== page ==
Many tourists who visit Wedding Cake Rock upload a coveted photo to social media. (Instagram)
NSW rangers are so overwhelmed with the number of tourists risking their lives to take social media snaps at one of Sydney’s most famous photo spots that they have called in the police to help them.
NSW Parks and Wildlife (NPWS) confirmed NSW Police have been assisting them with “site compliance” at Wedding Cake Rock, a popular tourist spot which has become swamped with people attempting to take the perfect shot for social media sites such as Instagram.
The site at Wedding Cake Rock is protected by a 1.6-metre-high fence, erected in 2016 in an attempt to prevent tourists from standing on the rock.
A 2015 geotechnical report found the rock could collapse at any time “without warning” into the sea 50 metres below.
In March 2016, NPWS introduced fines of “up to $3,300” for anyone caught by rangers climbing the fence and since then, it has issued 13 fines to people ignoring the signage and scaling the fence.
It did not reveal the value of the issued fines but said it had also issued “well over 100” warnings to people ignoring the signs.
Signage often ignored
However, tourists continually ignore the threat of the fines, with thousands of photos uploaded to Instagram under the Wedding Cake Rock hashtag since the legislation was introduced.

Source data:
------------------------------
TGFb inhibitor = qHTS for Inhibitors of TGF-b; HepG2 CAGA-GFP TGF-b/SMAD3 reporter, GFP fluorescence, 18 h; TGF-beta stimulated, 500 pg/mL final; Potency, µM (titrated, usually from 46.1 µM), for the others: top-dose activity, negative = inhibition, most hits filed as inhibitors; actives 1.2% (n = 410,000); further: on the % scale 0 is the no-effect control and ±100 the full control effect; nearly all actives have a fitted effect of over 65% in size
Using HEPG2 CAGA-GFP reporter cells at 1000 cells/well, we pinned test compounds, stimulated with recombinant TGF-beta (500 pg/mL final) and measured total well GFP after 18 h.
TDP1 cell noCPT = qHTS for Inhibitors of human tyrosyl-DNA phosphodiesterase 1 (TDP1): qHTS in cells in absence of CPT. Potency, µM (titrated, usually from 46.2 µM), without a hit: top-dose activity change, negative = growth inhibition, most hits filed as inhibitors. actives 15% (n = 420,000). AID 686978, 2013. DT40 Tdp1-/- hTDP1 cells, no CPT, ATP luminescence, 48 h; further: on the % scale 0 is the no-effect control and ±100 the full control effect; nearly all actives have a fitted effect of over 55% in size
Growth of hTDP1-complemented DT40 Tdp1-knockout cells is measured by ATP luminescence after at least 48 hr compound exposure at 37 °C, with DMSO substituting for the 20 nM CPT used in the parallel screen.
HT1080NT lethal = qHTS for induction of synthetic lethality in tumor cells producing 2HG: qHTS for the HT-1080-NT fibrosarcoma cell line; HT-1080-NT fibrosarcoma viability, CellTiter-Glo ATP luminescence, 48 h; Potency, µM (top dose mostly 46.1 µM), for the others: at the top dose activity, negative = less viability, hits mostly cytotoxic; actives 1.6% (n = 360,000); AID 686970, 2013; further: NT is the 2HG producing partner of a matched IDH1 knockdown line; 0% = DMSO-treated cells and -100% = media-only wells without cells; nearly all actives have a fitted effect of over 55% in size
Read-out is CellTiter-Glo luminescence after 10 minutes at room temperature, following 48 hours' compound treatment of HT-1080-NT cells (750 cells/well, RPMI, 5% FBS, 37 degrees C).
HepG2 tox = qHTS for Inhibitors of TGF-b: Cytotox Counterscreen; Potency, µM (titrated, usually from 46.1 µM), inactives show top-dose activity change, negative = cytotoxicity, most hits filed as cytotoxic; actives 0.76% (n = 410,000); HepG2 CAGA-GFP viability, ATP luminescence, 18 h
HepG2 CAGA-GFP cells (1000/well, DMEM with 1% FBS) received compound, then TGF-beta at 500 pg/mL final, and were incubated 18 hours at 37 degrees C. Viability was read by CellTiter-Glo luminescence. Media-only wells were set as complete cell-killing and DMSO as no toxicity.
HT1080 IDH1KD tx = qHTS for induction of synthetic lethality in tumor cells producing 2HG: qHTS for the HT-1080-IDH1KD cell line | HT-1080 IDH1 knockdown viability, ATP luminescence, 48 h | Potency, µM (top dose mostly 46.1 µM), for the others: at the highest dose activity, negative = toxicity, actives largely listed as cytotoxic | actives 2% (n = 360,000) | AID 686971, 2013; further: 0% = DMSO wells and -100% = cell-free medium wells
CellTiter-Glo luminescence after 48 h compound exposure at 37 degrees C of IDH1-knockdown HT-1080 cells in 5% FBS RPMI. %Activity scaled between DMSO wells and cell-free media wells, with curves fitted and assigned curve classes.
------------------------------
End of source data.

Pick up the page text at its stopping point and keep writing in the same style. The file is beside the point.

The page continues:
Most appear to have scaled the fence.
A NPWS spokesperson said it was one of the reasons NSW Police had been called in to help.
“It is extremely difficult to try to regulate this behaviour when people are intent on ignoring the signage, avoiding detection and intentionally going over the fence,” the spokesperson said.
“The warning signage at Wedding Cake Rock, and the need to climb a 1.6-metre-high fence, makes it impossible for people to be unaware of the extreme danger which is why [we are] appealing for those visitors to reconsider their choices when visiting this location.
“People are making a well-informed decision to put themselves at extreme risk when they ignore the barrier.”
The dangers of the rock
The 2015 geotechnical report found that the cliff’s edges, or the entire formation, could collapse at any time.
A French tourist fell to his death at the site in 2014 when part of the cliff crumbled underneath him.
The following year, two men had to be winched to safety from a ledge after falling.
The area became popular with tourists in 2015 after images of people posing on the cliff top began appearing on social media.
NPWS said it was currently reviewing options for the site “in direct response to continued risk-taking visitor behaviour”.
Are the likes worth it?
Rangers from NSW Parks and Wildlife Service are fining people up to $3,300 for climbing onto the rock. (Instagram)
The reliance on NSW Police to help with compliance at Wedding Cake Rock follows a spate of incidents in NSW involving tourists injuring themselves attempting to take photos at dangerous locations.
Last week 19-year-old Gavin Paul Zimmerman, from the US state of Utah, slipped while taking photos at Cape Solander in the Sydney suburb of Kurnell.
In Western Australia, a 20-year-old man died while attempting to take a picture at a notorious cliff face, known as The Gap, near Albany in May.